“‘Own what you did,’ I think that’s the most strong testimony that I heard yesterday,” Dixon said. “If there was some contrition, if there was a bit of remorse or repentance on behalf of what had happened, all would be forgiven. I think everybody on this dais feels that way, let alone (the rest of the House). We are a very forgiving group.”

Giddings maintains ethics probe was politically motivated

In a statement emailed to the Idaho Capital Sun from Giddings’ campaign manager, Zach Lautenschlager, Giddings did not apologize and has denied all allegations against her. She said the committee acted in “blatant conflict of interest” because it is beholden to Speaker of the House Scott Bedke, R-Oakley, who is one of her 2022 Republican primary opponents in the campaign for lieutenant governor.

Giddings has previously claimed the ethics complaint was politically motivated, saying Bedke’s name and signature was listed first on the bipartisan complaint. Rep. Brooke Green, D-Boise, said she authored the complaint and the names were listed in alphabetical order. The complaints were also filed weeks before Giddings or Bedke announced they were running. 

Giddings said in her statement that the recommendation for committee removal was politically motivated as well with regard to vaccines.

“And removing me from the committee through which I passed (House Bill 140), the bill to shut down Speaker Bedke’s forced vaccine agenda, does not silence the voice of the people as Bedke hopes, it just brings new focus on this vital issue,” Giddings wrote.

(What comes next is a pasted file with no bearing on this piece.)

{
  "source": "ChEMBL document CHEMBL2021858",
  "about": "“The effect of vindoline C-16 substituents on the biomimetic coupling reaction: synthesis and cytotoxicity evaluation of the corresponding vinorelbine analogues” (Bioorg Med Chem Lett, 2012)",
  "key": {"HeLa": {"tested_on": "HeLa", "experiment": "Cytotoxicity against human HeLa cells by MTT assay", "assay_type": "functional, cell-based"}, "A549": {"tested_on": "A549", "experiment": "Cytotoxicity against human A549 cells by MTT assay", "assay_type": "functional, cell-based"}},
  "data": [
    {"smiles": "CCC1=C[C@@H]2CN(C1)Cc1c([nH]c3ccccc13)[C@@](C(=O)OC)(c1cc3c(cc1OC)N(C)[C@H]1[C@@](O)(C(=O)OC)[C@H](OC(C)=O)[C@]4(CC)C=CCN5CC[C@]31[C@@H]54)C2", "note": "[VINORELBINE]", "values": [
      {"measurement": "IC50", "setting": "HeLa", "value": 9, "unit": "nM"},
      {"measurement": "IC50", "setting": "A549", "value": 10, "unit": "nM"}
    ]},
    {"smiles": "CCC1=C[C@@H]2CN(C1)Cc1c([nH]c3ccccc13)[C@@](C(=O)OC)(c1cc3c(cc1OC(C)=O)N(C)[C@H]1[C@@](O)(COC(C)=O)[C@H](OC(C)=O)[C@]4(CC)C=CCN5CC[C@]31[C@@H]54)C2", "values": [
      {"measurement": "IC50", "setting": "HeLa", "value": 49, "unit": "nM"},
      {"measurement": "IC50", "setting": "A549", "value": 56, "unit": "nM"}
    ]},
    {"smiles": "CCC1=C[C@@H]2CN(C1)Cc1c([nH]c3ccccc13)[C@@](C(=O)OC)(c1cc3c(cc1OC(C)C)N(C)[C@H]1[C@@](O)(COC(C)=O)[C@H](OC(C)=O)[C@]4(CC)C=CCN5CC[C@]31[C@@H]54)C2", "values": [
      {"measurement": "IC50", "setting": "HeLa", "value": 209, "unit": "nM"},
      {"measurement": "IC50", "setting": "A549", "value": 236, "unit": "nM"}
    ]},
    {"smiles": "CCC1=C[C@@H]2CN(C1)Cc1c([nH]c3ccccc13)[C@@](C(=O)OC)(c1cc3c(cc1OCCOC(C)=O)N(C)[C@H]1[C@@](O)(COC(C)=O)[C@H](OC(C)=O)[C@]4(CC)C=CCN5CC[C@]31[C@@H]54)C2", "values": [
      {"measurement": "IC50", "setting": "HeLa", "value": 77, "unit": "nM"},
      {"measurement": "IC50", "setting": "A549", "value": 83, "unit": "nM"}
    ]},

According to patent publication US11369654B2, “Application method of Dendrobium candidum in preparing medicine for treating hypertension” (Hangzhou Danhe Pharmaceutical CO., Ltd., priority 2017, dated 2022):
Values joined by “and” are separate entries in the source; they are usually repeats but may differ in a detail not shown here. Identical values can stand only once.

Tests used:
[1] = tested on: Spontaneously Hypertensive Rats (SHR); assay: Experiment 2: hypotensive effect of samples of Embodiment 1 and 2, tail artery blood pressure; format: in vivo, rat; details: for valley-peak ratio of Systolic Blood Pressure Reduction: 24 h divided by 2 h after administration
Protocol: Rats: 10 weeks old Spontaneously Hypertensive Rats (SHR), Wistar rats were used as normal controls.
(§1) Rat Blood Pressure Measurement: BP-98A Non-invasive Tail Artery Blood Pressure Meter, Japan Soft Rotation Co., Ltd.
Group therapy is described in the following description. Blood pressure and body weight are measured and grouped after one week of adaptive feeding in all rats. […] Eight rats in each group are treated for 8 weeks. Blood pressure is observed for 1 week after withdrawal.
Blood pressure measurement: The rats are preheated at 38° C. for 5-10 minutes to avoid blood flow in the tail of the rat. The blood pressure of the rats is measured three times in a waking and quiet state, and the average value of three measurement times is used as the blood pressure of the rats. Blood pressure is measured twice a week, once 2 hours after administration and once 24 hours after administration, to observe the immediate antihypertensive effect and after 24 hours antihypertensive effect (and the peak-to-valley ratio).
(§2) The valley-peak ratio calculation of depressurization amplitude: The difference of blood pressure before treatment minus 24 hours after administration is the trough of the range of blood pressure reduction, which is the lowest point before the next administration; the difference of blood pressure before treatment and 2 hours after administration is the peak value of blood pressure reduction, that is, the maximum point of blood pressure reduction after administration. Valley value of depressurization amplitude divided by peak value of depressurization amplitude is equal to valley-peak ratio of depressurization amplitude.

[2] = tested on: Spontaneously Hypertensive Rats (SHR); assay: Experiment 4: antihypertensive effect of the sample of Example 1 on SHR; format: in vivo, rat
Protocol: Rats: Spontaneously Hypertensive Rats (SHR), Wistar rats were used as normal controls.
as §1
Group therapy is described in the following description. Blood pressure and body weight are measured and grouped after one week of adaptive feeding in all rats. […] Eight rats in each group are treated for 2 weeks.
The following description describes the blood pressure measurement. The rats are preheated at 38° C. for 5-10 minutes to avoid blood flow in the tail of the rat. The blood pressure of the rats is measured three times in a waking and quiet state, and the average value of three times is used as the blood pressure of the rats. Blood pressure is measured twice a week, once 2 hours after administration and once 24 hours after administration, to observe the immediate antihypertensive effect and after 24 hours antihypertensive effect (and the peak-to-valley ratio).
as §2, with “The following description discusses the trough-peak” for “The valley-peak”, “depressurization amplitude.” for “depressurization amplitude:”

House Bill 140 did pass the House, and Bedke — along with the three Republican members of the ethics committee — voted in favor of it, but it did not receive a hearing in the Senate.

Chaney, who co-signed the second complaint and authored the first complaint that was dismissed by the committee, said he thinks the recommendation to censure versus expel Giddings was a pragmatic one.

“It recognizes the political reality, and it respects the voters that sent her there,” Chaney told the Capital Sun. “She creates an awful lot of support by making up conspiracy stories about what happens in Boise, and about how people are being silenced and having their voices taken away, and to then void the votes of her district when she’s declared for this other office would be a bit of a minefield.”

The Idaho Coalition Against Sexual and Domestic Violence issued a statement expressing disappointment with the committee’s decision.

“The recommendation does not demonstrate the level of accountability we expected for absolutely abhorrent behavior of pushing out private information about someone who reported a rape,” the statement said. “It certainly won’t undo the chilling effects on future reporting of sexual assault that was created by the postings at the center of the complaints.”

Censure requires a simple majority of the House of Representatives, but a substitute motion to expel Giddings could be drafted by a House member for consideration once it moves to the floor. In April, the committee members said they supported a substitute motion to expel von Ehlinger but did not express the same support for such an action against Giddings.

To bring the issue before the full House, Speaker of the House Scott Bedke, R-Oakley, will be responsible for calling the members back into session from recess.

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Kelcie Moseley-Morris
Kelcie Moseley-Morris

Kelcie Moseley-Morris is an award-winning journalist who has covered many topics across Idaho since 2011. She has a bachelor’s degree in journalism from the University of Idaho and a master’s degree in public administration from Boise State University. Moseley-Morris started her journalism career at the Moscow-Pullman Daily News, followed by the Lewiston Tribune and the Idaho Press.